Medical Marijuana: Why It’s Different

Medical Marijuana St. CloudRecently, one of the two suppliers of medical marijuana to patients in Minnesota offered a tour of their facility to a small group of leading pain physicians. The business is fascinating and a completely different model from anywhere else in the country. In the rest of America, marijuana for medical purposes is not highly regulated, and is sold by minimally regulated distributors selling whatever types of marijuana they feel might be useful. Needless to say, it is basically the same marijuana that is being sold for recreational purposes to get high.

Minnesota has taken a very different approach to the legalization of marijuana. First, the legislature has recognized that there may be some legitimate medicinal value to marijuana, and that for certain conditions it may be helpful. The legislature also felt recreational marijuana had a spectrum of problems and wanted to avoid adding to the problems of abused substances. Therefore, in Minnesota, only medical marijuana is available, and it is tightly regulated.

There are only two producers of medical marijuana currently allowed in Minnesota. These producers can provide only to patients that have been certified with certain conditions approved to receive such medication. The patient receives extracts from the marijuana plant to ingest as a pill, concentrated liquid, or to inhale as a vapor. It is not available for smoking or as an additive in food. The formulation received by the patient is determined by a pharmacist, and adjusted as well as titrated to help with a patient’s particular symptoms. The pharmacist also will evaluate the effectiveness of the treatment every time the patient is seen, and information for the State is being kept on the treatment, its effectiveness, and what is being given to the patient.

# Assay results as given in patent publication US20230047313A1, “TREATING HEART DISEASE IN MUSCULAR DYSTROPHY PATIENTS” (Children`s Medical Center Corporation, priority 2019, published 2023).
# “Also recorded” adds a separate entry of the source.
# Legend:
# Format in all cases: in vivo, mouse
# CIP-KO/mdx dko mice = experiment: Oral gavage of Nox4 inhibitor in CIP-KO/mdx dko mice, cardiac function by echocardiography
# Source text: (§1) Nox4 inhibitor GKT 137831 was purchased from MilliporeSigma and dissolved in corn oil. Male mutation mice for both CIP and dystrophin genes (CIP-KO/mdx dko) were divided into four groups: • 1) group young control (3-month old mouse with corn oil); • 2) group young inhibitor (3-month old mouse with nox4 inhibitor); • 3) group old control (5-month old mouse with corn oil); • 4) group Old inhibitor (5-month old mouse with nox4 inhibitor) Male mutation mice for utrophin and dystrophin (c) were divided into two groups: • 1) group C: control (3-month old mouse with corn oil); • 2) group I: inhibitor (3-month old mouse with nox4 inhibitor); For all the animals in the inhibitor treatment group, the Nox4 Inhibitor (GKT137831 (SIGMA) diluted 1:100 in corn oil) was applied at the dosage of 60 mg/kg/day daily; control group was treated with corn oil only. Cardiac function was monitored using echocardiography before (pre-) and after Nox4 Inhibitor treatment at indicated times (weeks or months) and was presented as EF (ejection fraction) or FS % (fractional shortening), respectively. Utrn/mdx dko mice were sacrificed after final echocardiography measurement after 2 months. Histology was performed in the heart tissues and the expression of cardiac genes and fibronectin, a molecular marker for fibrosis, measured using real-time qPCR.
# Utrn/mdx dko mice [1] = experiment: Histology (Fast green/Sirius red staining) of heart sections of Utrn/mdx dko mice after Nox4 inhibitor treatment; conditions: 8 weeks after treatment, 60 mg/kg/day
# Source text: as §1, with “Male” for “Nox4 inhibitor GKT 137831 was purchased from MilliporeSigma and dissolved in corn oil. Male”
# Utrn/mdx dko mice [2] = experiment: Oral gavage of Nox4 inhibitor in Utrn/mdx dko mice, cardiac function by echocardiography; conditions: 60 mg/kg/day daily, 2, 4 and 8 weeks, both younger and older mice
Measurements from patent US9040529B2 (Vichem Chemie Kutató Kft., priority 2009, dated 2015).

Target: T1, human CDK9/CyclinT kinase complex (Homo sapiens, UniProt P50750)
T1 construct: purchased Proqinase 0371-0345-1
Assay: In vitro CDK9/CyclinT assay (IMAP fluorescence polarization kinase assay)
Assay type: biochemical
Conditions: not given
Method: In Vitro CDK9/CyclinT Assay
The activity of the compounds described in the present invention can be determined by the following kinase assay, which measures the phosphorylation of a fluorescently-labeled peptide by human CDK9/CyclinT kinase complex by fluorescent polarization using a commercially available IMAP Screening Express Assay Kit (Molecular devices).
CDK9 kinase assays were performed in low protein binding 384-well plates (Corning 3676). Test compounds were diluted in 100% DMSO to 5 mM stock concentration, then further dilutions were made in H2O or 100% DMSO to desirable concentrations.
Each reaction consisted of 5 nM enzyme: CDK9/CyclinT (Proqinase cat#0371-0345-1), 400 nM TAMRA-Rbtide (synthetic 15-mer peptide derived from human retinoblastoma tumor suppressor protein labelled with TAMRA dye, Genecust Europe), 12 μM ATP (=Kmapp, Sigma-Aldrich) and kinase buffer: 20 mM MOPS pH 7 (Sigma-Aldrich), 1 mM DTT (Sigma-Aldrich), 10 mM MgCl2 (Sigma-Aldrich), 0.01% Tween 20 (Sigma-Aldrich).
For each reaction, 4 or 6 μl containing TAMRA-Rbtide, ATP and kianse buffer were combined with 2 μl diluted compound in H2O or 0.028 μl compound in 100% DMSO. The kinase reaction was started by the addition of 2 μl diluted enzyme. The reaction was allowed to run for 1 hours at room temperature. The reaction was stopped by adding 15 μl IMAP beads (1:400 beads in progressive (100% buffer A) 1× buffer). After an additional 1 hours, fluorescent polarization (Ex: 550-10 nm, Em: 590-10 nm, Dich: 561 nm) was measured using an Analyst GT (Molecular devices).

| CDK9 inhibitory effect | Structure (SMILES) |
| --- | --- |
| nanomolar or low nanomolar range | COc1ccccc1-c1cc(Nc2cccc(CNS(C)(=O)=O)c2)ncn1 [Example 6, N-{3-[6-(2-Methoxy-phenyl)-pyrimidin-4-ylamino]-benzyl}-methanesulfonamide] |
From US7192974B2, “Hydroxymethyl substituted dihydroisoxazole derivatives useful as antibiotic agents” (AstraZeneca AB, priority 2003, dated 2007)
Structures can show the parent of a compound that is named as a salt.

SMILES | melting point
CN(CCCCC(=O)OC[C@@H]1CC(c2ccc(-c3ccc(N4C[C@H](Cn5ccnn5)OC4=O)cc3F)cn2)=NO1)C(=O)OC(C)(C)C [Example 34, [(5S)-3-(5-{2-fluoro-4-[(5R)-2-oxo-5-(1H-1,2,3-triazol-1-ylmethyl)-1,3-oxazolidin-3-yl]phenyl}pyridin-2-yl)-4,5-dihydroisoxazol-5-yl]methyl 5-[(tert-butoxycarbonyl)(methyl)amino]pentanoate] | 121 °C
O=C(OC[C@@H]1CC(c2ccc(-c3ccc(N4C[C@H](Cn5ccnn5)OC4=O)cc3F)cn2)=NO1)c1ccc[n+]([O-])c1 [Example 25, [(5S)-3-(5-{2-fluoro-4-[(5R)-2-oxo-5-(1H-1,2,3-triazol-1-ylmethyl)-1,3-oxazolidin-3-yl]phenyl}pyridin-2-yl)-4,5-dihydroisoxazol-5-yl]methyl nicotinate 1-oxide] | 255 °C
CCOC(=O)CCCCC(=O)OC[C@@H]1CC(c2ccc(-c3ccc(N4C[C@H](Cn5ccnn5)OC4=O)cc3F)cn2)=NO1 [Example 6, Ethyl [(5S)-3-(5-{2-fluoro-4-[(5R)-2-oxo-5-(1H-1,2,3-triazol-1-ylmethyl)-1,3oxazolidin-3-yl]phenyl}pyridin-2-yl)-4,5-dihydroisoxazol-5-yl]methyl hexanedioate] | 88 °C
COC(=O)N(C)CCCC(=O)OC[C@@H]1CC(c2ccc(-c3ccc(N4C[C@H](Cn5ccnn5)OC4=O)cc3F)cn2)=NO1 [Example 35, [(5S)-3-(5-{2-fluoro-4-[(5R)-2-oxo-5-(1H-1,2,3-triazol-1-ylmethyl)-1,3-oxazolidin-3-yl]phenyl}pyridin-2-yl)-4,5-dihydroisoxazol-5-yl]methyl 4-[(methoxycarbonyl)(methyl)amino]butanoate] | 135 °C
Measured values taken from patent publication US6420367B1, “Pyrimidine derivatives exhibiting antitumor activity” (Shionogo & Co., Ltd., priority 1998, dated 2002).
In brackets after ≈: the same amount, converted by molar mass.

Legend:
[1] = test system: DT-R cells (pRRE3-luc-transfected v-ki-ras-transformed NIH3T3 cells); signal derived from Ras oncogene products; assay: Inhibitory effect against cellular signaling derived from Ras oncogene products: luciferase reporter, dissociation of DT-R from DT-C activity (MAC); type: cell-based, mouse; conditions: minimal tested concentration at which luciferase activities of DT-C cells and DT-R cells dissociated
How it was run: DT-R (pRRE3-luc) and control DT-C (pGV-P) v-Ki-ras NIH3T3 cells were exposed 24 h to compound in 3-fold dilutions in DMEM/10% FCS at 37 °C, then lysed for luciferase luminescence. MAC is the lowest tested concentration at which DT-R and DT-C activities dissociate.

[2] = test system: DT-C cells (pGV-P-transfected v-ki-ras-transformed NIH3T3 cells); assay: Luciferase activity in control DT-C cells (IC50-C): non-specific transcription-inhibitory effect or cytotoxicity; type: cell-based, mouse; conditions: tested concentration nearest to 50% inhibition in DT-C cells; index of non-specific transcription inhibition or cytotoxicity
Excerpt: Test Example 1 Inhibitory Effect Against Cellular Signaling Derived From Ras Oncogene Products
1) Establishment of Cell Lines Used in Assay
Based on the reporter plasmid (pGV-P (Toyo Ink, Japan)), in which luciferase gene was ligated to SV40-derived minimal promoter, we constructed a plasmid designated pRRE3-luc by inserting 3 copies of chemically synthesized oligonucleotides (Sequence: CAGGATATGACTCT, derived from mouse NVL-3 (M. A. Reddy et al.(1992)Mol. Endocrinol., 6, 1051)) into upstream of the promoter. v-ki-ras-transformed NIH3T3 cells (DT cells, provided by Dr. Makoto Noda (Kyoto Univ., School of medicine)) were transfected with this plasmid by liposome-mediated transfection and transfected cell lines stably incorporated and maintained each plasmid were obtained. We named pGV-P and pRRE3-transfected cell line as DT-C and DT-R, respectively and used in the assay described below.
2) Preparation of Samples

Medical Vs. Recreational Marijuana in Minnesota

Medical marijuana is usually very different than the marijuana found on the street. For most medical conditions, the cannabinoids of interest are the “CBDs” and not THC, the part that gets one “high.” From research done around the world, plants with different amounts of CBD to THC are being grown to produce the desired amounts of these compounds to be used in the medications. Unfortunately at this time, isolating specific CBDs known to exist has not yet been the focus of manufacturing. The medications manufactured currently just have specific amounts and ratios of CBD and THC.

The producer that I visited was extremely interesting. The growing of the plants is very high tech. From the plants used to the growing conditions, all aspects are tightly controlled. After the plants are harvested, the components are isolated and carefully extracted and made into the medicines for each particular individual.

Not all patients who have been qualified by a physician will be accepted by the medical marijuana distributors. Further, since all medical marijuana is considered experimental, none of the cost of treatment is covered by insurance. Doctor visits regarding certification, follow up visits, and all drug and pharmacy costs are cash only and no credit cards are accepted. Medication costs are also fairly expensive since they are made at a custom pharmacy with strict quality controls for safety and purity.

Medical marijuana is truly a product currently for those who have failed conventional treatment. The treatment is only now for certain conditions. If qualified, it may or may not work for any individual. The cost is quite expensive, not supported by insurance, and is cash only. The benefit is medical marijuana is designed as another medication tool to help control symptoms of certain conditions. It is consistent and manufactured like most other drugs to be pure and safe. It is not designed for recreational use and getting high.

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Thomas Cohn, MD

Interventional pain doctor helping Minnesotans manage back, neck, foot, and other pain. Board-certified in physical medicine and rehabilitation with additional board-certification in pain management from the American Board of Anesthesiology (ABA), the American Board of Interventional Pain Physicians (ABIPP) and the American Board of Pain Medicine (ABPM).